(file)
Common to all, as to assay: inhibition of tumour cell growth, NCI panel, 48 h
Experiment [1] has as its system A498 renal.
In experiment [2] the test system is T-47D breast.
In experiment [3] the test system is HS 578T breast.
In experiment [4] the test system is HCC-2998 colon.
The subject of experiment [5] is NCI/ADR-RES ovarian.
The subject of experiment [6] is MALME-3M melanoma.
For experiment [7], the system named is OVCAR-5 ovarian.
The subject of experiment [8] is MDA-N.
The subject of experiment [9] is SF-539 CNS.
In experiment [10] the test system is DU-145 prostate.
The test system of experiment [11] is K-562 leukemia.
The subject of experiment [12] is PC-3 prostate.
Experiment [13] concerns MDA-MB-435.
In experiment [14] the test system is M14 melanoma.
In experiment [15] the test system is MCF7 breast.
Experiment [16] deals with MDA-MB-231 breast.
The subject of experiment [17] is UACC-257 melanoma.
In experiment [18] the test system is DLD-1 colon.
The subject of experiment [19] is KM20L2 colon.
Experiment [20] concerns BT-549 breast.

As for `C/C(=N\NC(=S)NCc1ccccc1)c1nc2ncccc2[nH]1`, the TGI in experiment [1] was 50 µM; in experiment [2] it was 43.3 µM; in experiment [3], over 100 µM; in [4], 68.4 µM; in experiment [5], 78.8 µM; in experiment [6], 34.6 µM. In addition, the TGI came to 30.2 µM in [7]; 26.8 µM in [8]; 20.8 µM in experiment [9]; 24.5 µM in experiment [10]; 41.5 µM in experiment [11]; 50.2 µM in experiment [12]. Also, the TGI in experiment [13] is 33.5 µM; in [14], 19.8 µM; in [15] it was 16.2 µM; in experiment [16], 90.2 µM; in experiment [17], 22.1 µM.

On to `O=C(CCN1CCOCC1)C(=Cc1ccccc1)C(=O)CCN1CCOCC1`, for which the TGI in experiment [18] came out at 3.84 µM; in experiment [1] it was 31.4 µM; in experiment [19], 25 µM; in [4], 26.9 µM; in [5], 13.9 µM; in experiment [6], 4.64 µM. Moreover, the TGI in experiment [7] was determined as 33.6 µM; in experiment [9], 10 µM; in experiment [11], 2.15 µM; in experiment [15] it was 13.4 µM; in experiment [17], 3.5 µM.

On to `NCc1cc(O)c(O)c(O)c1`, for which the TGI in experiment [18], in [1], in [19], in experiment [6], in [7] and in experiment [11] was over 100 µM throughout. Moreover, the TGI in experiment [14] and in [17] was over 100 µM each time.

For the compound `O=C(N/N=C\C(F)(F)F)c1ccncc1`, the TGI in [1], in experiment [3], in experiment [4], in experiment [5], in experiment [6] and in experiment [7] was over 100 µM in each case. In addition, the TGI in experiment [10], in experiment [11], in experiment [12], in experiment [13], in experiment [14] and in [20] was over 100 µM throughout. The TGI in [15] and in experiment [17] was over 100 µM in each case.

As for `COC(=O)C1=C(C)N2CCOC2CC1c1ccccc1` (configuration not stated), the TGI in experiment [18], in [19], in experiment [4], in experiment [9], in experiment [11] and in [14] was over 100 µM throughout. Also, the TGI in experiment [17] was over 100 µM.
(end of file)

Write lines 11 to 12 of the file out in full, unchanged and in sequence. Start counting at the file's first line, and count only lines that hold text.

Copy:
In experiment [10] the test system is DU-145 prostate.
The test system of experiment [11] is K-562 leukemia.